More tales of corporate greed in today's thrilling tech news summary. Venus will transit the Sun June 8 for the first time since 1882. The trip takes six hours. Kallahar only took six minutes to go from LA to Oregon.
James Gibbs patented the sewing machine on this day in 1857. The first night baseball game under lights was played in Ft. Wayne in 1883. Surveyor I made the first soft lunar landing in 1966.
- Looks like the ad sales guys got to the Yahoo programmers. The new Yahoo toolbar, which contains a "spyware scanner" from Pest Patrol doesn't, in fact, remove the loathsome Gator and WhenU unless you check a box each time you scan. Yahoo has a partnership with Gator creator Claria. I'm sticking with Spybot, thank you very much.
- And yet another entry in the Annals of Greed... Paul Graham wrote his "Plan for Spam" advocating the use of Bayesian filters in August, 2002. In December, 2002, Network Associates applied for a broad-based patent on anti-spam technologies including, what a coincidence, Bayesian filters. The pathetic USPTO just approved that patent. No word yet on how NAI will apply their patent, but it could impact every spam program out there including numerous free open source programs like SpamBayes and Spam Assassin. Symantec and Postini also have patents on anti-spam techniques. Read the discussion on Slashdot.
- The original greedy buzzards, the record companies, are considering employing copy protection from Macrovision and SunComm that will limit the number of copies you can make of an audio CD. The protection could be applied to digital downloads, as well.
- Sony is abandoning the Clié in the US, citing plummeting sales for PDAs. The company will focus on cell phones instead. Analysts say the increasing popularity of smart phones combined with a weak upgrade market in PDAs is killing the category. That's kind of a shame - Cliés were the most advanced of the Palm devices and the UX-50 with keyboard, Bluetooth, Wi-Fi, and camera may have been the coolest PDA ever.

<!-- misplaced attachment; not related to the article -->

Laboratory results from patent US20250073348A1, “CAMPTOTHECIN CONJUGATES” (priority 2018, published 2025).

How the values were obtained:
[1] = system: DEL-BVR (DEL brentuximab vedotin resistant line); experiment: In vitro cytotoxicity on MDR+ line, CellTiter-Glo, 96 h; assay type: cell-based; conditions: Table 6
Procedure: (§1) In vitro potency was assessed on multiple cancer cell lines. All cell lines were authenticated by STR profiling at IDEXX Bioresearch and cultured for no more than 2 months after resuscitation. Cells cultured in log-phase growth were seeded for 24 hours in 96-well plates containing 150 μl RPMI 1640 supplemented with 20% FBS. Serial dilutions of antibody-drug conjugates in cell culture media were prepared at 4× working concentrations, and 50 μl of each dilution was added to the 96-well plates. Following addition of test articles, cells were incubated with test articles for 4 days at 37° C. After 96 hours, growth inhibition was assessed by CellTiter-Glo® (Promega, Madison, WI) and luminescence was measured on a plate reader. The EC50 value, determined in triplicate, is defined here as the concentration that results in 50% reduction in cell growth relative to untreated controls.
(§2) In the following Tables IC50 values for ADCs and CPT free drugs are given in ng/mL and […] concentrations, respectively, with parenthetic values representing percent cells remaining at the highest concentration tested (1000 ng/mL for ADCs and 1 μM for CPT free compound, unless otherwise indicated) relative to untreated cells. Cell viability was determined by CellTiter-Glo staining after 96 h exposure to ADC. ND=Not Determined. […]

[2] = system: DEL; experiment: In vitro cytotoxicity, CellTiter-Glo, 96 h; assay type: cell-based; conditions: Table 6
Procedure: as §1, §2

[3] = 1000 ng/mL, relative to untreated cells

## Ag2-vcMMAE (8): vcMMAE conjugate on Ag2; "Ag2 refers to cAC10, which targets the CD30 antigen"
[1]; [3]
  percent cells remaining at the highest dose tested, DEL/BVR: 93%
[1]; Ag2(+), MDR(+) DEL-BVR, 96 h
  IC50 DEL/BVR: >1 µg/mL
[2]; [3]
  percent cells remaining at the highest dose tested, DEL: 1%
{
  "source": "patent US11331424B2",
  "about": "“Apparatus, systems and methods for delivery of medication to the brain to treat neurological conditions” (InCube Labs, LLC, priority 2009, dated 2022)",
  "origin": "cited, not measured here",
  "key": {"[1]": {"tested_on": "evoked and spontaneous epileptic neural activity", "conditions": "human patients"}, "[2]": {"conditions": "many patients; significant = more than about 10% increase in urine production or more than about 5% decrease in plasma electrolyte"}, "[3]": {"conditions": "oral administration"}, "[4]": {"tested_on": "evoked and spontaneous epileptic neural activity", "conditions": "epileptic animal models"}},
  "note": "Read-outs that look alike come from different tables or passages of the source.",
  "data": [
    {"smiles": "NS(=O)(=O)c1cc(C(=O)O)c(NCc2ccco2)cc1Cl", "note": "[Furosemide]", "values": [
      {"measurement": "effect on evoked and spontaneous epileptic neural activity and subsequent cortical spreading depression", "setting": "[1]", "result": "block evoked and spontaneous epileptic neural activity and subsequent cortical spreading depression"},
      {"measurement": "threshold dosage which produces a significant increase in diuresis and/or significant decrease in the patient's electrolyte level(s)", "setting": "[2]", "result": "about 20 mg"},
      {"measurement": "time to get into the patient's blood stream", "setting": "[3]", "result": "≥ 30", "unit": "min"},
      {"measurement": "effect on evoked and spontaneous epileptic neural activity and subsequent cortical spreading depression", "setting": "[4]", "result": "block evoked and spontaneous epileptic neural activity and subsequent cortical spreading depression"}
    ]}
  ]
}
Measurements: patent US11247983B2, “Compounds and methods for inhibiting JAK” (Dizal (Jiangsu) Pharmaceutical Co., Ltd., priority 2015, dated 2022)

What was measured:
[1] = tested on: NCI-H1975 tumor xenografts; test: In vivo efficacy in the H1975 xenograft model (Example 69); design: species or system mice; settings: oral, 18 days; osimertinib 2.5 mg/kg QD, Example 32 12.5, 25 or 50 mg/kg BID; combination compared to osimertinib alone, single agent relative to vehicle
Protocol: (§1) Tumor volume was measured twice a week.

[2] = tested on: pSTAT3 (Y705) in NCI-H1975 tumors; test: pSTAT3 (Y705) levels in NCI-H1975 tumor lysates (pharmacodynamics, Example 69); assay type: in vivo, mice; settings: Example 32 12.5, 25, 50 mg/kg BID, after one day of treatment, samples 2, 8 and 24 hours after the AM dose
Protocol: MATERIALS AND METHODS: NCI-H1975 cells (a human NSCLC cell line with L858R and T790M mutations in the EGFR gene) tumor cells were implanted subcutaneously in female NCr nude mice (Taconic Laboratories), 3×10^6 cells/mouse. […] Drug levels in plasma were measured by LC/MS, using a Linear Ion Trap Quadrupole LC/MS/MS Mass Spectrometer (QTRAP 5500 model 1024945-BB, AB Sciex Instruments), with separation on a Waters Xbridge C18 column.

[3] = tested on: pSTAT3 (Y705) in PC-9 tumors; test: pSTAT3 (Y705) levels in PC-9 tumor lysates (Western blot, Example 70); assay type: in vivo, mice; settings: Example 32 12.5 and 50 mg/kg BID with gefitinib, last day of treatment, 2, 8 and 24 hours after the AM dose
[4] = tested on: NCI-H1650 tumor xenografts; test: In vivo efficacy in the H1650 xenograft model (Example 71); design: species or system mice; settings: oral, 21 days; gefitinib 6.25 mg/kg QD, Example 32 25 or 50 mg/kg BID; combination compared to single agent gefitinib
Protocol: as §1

- Intel has announced three new Mobile Pentium 4 processors: the 538, 532, and 518 run at 3.2, 3.06, and 2.8 GHz respectively and are intended for desktop replacement notebooks. They're based on the 90nm Prescott chip. There's a new Celeron M, too, employing half the cache of the Pentium M.
- Intel also plans to work with CollabNet to release the source code for a reference BIOS later this year in an effort to make PC boot-ups more consistent and reliable. The BIOS will be released under the CPL.
- Sun says it will open source Solaris, its proprietary OS based on UNIX. Expect a licensing model similar to Java. COO Jonathan Schwartz said that while open sourcing Solaris was inevitable, Sun wants to avoid the splintering into distributions that's happened in the Linux world.
- The first beta of Microsoft's Windows Media Player 10 should ship tomorrow. The chief new feature will be the ability to synchronize music libraries with MP3 players ala iTunes. Not surprising since Microsoft has announced it plans to take on the iPod with a device that will "look and feel as good" for as little as $50. CORRECTION: Paul Thurrott points out that Microsoft didn't say they were going to make the devices, just support them with software.
- I'm going to Case Western in my next life. Students now have access to fiber in their dorm rooms, and there's a wireless 802.11g network campus-wide.
- Strongman Robert Mugabe has clamped down on Zimbabwean ISPs, requiring them to notify the government of any "malicious" e-mail messages. Last year 14 people were arrested for circulating an anti-Mugabe email. ISPs say they don't have the technology to monitor all the emails going through their systems. Hey, just ask the FBI - we've got a great system here in the States.